• [0062]
    The result of the rise time (time until a fluorescence increase ratio becomes equal to 1.2 times the value of the sum of the negative mean and three times the standard deviation) of each nucleic acid extract is shown in FIG. 3. These results show that the extraction method of the present invention can detect each cfu number of M. avium in sputum.
  • Example 4
  • [0063]
    It was examined to determine whether the extraction method of the present invention can be applied to a nontuberculous acid-fast bacterium Mycobacterium intracellulare.
  • [0064]
    To 200 μl of test samples prepared by subjecting tuberculosis-negative sputum to a NALC-NaOH treatment (trade name: BBL Mycoprep, Nippon Becton Dickinson Co., Ltd), 10, 20, 40, 80 and 160 cfu M. intracellulare were added and used as test samples.
  • [0065]
    One ml of the wash reagent was added to the test sample, a nucleic acid extract was obtained as in Example 3. Five microliters of it was subjected to a nucleic acid amplification reaction as in Example 3 to measure M. intracellulare 16S rRNA. The combinations of the primers and probes used are as follows:
  • [0066]
    First oligonucleotide (MYR-1S-40, SEQ ID NO: 5)
  • [0067]
    Second oligonucleotide (MYR-1F-40, SEQ ID NO: 6)
  • [0068]
    Third oligonucleotide (MYR-3RI18, SEQ ID NO: 9)
  • [0069]
    An oligonucleotide labelled with an intercalating fluorescent dye (YO-MYR-P5-S-G, SEQ ID NO: 8) The result of the rise time (time until a fluorescence increase ratio becomes equal to 1.2 times the value of the sum of the negative mean and three times the standard deviation) of each nucleic acid extract is shown in FIG. 4. These results show that the extraction method of the present invention can detect each cell number of M. intracellulare in sputum.
  • Example 5
  • [0070]
    It was examined to determine whether the extraction method of the present invention can be applied to a nontuberculous acid-fast bacterium Mycobacterium kansasii.
  • [0071]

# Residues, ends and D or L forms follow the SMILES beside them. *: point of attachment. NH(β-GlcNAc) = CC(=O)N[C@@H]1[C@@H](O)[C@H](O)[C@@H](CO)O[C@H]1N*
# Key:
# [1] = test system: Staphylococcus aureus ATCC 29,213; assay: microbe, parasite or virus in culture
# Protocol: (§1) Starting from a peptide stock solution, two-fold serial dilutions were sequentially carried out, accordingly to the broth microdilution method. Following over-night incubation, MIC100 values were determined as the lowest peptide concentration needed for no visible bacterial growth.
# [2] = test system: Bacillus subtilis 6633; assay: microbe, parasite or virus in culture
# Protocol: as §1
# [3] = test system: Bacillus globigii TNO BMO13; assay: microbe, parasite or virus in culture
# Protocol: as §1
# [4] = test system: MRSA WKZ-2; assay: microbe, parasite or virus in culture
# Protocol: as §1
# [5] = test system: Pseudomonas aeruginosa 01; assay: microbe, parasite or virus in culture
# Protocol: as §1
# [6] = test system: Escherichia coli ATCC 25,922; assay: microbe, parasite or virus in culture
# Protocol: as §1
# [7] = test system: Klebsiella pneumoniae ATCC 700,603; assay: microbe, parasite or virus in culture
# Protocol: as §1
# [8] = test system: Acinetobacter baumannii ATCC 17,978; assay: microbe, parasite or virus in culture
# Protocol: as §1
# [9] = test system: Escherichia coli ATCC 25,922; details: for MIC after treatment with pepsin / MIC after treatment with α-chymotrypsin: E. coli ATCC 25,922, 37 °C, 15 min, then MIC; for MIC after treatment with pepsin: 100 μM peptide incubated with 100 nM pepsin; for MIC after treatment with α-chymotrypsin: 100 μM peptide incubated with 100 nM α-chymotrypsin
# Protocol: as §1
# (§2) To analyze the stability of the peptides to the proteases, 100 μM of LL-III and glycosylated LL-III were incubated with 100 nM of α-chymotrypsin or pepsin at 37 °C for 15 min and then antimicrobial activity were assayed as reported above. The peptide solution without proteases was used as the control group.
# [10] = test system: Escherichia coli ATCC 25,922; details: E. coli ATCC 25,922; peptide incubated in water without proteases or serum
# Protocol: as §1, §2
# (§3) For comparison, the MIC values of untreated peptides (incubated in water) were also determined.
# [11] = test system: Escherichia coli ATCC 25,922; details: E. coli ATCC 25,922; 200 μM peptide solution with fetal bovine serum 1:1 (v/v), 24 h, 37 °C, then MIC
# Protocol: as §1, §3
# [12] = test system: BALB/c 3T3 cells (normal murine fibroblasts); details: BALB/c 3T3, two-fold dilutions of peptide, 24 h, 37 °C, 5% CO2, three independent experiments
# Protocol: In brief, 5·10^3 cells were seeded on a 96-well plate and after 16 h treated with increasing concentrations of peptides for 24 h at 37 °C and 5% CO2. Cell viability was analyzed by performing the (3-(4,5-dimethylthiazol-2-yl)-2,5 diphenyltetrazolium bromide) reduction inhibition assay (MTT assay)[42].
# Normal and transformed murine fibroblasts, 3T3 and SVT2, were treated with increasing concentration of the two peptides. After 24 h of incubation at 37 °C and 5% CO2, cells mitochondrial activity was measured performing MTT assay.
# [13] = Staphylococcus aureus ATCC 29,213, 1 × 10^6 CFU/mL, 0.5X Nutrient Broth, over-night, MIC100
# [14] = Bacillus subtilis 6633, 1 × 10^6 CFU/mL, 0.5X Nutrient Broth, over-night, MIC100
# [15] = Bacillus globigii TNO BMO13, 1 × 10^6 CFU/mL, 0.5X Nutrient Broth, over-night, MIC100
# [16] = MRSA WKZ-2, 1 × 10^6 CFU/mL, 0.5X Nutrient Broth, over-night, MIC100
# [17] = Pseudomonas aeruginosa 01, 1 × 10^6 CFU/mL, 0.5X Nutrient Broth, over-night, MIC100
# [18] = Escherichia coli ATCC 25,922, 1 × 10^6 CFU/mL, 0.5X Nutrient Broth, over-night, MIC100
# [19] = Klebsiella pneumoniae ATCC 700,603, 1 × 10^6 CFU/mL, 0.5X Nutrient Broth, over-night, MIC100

To 200 μl of a mucin solution (mucin 2.1 mg/ml, peptone 4.2%, 10 mM Tris-HCl, 1 mM EDTA, pH 8) as a substitute for the NALC-NaOH-treated tuberculosis-negative sputum, 10, 20, 40, 80 and 160 cfu of M. kansasii were added and they were used as test samples.
  • [0072]
    One ml of the wash reagent was added to the test sample, and a nucleic acid extract was obtained as in Example 3. Five microliters of it was subjected to a nucleic acid amplification reaction as in Example 3 to measure M. kansasii 16S rRNA. The combinations of the primers and probes used are as follows:
  • [0073]
    First oligonucleotide (MYR-1S-40, SEQ ID NO: 5)
  • [0074]
    Second oligonucleotide (MYR-1F-40, SEQ ID NO: 6)
  • [0075]
    Third oligonucleotide (MYR-3RK16-4, SEQ ID NO: 10)
  • [0076]
    An oligonucleotide labelled with an intercalating fluorescent dye (YO-MYR-P4-S-G, SEQ ID NO: 11)
  • [0077]
    The result of the rise time (time until a fluorescence increase ratio becomes equal to 1.2 times the value of the sum of the negative mean and three times the standard deviation) of each nucleic acid extract is shown in FIG. 5. These results show that the extraction method of the present invention can detect each cfu number of M. kansasii in sputum.
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Référencé par
Brevet citant Date de dépôt Date de publication Déposant Titre
US951890128 juin 201213 déc. 2016Kabushiki Kaisha DnaformPretreatment method of biological sample, detection method of RNA, and pretreatment kit
US9695413 *25 oct. 20134 juil. 2017Kaneka CorporationRNA preparation method
US20150376600 *25 oct. 201331 déc. 2015Kaneka CorporationRna preparation method
Classifications
Classification aux États-Unis435/270
Classification internationaleC12N1/08
Classification coopérativeC12N15/1006
Classification européenneC12N15/10A2
Événements juridiques
DateCodeÉvénementDescription
5 août 2008ASAssignment
Owner name: TOSOH CORPORATION,JAPAN
Free format text: ASSIGNMENT OF ASSIGNORS INTEREST;ASSIGNORS:TSUCHIYA, SHIGEO;HAYASHI, TOSHINORI;REEL/FRAME:021340/0797
Effective date: 20080704